Ear Mountain Blooms

Summer festoons the muskeg flanks of upper Sigugu Shaa, Two Ear Mountain. The double peaks dominate Hoonah’s skyline, but the striking view from town doesn’t even hint at the detailed abundance one finds at toe level. Tramping through the mist, at first, I only see olive-drab dwarf blueberry leaves. But near pools of bottomless mud, magenta, sunflower yellow, and royal purple flash. Higher up, soft-needled branches of bell heather crawl along the ground — parting for delicately veined blue-purple petals and glowing balls of pink and lavender.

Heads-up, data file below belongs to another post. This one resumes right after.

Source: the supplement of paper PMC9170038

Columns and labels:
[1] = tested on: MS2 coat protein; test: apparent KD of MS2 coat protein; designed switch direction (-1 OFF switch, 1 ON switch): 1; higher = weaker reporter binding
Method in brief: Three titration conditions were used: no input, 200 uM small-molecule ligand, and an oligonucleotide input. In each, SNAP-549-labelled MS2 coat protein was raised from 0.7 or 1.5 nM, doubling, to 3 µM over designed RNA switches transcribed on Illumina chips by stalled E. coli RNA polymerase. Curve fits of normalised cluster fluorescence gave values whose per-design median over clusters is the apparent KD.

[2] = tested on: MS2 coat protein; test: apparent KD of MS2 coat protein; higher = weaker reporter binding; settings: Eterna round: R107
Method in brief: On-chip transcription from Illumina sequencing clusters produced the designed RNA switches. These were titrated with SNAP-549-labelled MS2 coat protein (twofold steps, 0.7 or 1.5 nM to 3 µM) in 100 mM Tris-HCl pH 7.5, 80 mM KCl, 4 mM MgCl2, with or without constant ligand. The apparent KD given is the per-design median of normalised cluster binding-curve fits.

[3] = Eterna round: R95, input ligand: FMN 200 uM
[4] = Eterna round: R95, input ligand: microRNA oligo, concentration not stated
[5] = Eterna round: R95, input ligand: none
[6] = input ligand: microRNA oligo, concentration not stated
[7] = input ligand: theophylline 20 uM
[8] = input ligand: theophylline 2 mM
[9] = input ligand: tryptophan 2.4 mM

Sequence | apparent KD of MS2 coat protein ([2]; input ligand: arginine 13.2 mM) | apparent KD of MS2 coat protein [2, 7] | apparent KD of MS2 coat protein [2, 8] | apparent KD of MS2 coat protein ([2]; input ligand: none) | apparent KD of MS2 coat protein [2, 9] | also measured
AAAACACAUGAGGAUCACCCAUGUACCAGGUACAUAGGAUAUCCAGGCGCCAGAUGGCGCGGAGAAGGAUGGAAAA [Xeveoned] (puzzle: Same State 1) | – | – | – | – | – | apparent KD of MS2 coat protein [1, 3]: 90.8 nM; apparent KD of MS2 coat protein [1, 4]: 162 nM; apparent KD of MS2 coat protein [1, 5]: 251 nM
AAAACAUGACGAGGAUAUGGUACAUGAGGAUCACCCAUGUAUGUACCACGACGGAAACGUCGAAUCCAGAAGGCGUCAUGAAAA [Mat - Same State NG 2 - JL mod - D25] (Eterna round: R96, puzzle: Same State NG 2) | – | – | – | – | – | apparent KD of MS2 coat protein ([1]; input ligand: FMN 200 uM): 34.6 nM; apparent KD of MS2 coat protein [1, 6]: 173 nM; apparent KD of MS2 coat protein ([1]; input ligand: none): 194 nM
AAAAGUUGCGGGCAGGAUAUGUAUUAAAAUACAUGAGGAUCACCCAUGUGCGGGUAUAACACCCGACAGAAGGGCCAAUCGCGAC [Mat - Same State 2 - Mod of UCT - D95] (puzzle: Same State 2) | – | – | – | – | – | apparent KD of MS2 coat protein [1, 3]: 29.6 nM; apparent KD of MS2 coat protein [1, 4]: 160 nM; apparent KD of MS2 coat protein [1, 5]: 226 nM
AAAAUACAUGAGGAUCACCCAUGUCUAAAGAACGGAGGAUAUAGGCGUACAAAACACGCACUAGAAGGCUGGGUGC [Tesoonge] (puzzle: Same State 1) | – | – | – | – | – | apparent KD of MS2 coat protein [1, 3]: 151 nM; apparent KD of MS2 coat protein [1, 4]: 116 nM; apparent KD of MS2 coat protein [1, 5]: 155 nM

We think of beautiful places in terms of their iconic vistas. But the very nature of such immense and breathtaking grandeur makes such places feel impersonal and untouchable. Thus we can’t imagine them being destroyed. How do we work for their protection? My friend Mary Beth suggests that the trick is to turn the scene inside out, sifting out the details — the fragile fragments of flower petals, of moss under trees — the pieces that a mere hiking boot can destroy. I hope she’s right. It’s great to imagine that my art, which gives me so much pleasure in the act of creation, might also make people tread with a little more care.



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